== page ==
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Hill leaders eye new round of stimulus checks as part of $900 billion Covid relief deal

Congressional leaders, after months of a bitter stalemate and as millions of Americans have been eager for relief, are finally indicating...

Posted: Dec 16, 2020 9:52 AM
Updated: Dec 17, 2020 9:58 AM

Congressional leaders, after months of a bitter stalemate and as millions of Americans have been eager for relief, are finally indicating they're nearing a deal on a new rescue package that could pass both chambers within days.

The price tag for a stimulus deal could be close to $900 billion, a source familiar tells CNN, though many key details remained unknown throughout the day Wednesday.

The deal is expected to include a new round of stimulus checks at $600 per individual, but no money for state and local aid, a priority Democrats had pushed for, and no lawsuit protections, which Republicans wanted.

The measure is also expected to include an additional $300 a week in jobless benefits as well as up to $330 billion for small business loans and money for vaccine distribution.

But there are still provisions drawing pushback, including a Democratic push to include $90 billion in aid to states that would be administered by the Federal Emergency Management Agency.

Senate Majority Whip John Thune told CNN that if that's 'simply a way of disguising money for state and local governments, it will have a lot of opposition.' He said it depends on how it's structured.

Even as talks are moving in a positive direction towards a deal, congressional leaders traded offers and went back-and-forth earlier Wednesday as they try to finalize a proposal and jam it through Congress in days, several sources told CNN.

That means it's still highly uncertain when Congress will vote -- and whether they will be able to tie the roughly $900 billion relief plan to a massive $1.4 trillion spending bill that Congress is trying to pass by the time the government runs out of money Friday night. Whether Congress will have to pass another stop-gap measure to keep agencies afloat remains to be seen.

On a conference call Wednesday, Senate Majority Leader Mitch McConnell suggested that votes on final passage could slip into the weekend, and he prepared his members to be ready for that possibility.

If that happens, it's possible there could be a temporary government shutdown until final passage since government funding runs out Friday night, and they are planning on tying the Covid relief package to the funding bill. Congress may have to pass a short-term stop-gap measure to prevent that from happening.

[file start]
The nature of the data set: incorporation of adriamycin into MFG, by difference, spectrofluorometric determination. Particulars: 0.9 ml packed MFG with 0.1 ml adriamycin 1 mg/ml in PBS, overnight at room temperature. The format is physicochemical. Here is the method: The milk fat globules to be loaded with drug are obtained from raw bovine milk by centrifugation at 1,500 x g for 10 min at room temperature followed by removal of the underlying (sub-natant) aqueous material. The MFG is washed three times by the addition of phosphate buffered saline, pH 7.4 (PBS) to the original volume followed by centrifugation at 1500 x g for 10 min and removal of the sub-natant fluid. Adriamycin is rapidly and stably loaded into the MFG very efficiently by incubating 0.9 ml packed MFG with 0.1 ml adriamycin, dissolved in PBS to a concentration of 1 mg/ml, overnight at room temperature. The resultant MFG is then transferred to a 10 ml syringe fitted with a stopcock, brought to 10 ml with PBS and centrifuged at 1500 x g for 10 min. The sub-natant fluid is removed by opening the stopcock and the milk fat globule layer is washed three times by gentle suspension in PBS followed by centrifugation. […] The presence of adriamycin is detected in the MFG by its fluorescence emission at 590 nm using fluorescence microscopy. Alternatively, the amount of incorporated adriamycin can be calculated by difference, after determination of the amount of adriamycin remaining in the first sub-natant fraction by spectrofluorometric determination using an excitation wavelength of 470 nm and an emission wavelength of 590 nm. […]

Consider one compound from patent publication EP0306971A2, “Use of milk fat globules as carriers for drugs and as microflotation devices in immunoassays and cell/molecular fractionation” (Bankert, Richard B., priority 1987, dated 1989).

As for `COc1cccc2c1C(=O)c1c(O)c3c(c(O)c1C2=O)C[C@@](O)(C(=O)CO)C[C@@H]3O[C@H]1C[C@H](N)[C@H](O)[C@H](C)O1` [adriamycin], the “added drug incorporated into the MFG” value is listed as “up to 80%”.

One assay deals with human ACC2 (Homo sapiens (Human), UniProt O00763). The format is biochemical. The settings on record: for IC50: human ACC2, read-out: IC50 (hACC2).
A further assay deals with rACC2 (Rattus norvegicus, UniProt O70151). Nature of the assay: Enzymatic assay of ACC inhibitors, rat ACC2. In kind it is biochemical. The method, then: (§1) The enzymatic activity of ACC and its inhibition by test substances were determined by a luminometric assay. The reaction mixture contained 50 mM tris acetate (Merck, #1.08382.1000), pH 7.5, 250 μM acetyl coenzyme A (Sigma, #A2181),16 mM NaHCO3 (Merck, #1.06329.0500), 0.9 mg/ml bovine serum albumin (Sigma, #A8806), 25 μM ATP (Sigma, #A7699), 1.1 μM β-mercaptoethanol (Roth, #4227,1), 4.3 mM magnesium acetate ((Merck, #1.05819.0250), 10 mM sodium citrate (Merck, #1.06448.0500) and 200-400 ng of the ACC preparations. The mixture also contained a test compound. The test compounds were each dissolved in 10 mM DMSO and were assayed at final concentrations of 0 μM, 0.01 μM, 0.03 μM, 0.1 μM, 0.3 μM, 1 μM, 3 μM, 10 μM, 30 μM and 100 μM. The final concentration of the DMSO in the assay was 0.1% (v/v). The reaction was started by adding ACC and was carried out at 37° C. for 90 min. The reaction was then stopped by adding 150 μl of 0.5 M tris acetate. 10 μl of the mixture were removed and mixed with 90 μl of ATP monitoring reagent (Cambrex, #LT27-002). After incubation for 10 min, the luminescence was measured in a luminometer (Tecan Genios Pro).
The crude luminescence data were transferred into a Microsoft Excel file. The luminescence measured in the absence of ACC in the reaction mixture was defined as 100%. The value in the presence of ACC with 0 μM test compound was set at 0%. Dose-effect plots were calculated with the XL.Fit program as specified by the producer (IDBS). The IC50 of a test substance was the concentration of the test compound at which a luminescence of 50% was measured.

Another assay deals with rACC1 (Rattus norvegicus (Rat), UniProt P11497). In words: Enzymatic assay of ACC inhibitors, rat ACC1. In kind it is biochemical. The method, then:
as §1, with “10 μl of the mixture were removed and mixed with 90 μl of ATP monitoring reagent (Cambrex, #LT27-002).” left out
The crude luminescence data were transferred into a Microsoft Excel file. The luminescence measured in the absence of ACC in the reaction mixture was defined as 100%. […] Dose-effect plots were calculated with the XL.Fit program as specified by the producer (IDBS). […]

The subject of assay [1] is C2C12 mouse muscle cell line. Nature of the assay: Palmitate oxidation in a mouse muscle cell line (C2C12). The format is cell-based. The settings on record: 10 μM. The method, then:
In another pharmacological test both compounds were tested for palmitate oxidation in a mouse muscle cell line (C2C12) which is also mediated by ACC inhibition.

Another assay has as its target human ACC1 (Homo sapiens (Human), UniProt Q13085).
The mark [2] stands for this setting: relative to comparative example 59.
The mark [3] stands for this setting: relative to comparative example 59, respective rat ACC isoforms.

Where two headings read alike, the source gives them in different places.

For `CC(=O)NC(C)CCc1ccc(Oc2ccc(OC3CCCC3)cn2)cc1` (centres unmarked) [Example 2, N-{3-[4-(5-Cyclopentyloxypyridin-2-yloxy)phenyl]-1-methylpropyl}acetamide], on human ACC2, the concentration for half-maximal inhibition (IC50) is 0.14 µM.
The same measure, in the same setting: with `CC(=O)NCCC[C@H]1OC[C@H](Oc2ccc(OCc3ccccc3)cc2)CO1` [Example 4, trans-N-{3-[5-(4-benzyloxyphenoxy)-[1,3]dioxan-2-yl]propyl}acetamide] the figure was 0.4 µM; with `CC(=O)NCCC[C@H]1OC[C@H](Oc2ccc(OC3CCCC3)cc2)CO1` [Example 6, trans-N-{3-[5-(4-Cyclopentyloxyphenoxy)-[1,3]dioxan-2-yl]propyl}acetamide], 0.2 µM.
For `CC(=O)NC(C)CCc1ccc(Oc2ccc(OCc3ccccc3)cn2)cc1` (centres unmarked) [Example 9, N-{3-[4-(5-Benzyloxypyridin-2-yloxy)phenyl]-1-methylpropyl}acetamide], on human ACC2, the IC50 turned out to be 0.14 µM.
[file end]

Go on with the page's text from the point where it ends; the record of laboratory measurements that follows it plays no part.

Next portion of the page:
The stimulus proposal in the works amounts to about twice the amount that Senate Republicans have been proposing, but it is a fraction of what House Speaker Nancy Pelosi had been demanding for months. Before the election, Pelosi had held out for a deal worth $2.2 trillion, but now she is willing to back a much smaller proposal, arguing that they will have another opportunity to push for more aid when Joe Biden assumes the presidency.

Congressional leaders weigh in

McConnell said in a floor speech Wednesday morning that Hill leaders have 'made major headway toward hammering out a targeted pandemic relief package that would be able to pass both chambers with bipartisan majorities,' and said, 'we agreed we will not leave town until we've made law.'

The struggle to get the stimulus package done also looms over the Georgia Senate runoff races that will determine which party controls the chamber next Congress. During the call with GOP senators, McConnell noted that direct payments for individuals and families have become a major issue in the race.

'Kelly and David are getting hammered' on the issue, he said, according to a source who heard his remarks, a reference to incumbent GOP Sens. Kelly Loeffler and David Perdue, who are both facing off against Democratic challengers.

On a conference call with House Democrats this morning, Pelosi signaled that the deal isn't final yet but offered the general outlines of the proposal. There wasn't a lot of pushback on the call, and sources described the atmosphere on the call as positive.

Pelosi blamed GOP insistence on lawsuit protections for businesses and others as a reason why state and local aid was not included in the proposal. She did point to other areas of the emerging proposal -- school funding, vaccine distribution and transportation projects -- where states and localities would get money. She contended that Democrats will push again for state and local aid when Joe Biden assumes the presidency.

Rather than giving direct aid to states, Hill leaders are looking at a $90 billion fund that would be administered by FEMA for aid to states and cities, senators say.

'Does it affect our vote count? Probably,' Thune cautioned.

Thune also said 'some of our folks won't like' $300 in weekly jobless benefits, but others will -- and noted that 'personal checks create concerns among some GOP members.'

Thune also said they appear to have upped the small business loans to $330 billion in this package, which Republicans support.

Once details are formally unveiled, Hill leaders will have to sell the plan to their caucuses and try to ram it through Congress quickly -- all with the threat of a shutdown looming at the end of the week.

It won't be an easy task. But top Democrats and Republicans expressed confidence Tuesday evening after the big four leaders met for the first time in months, emerging to say that a deal is finally in sight. But they refused to share any details.

How the legislative process could play out

Once it is finalized, leadership from both parties will have to brief the rank-and-file to sell them on the agreement and then move as quickly as possible to hold a vote in both chambers.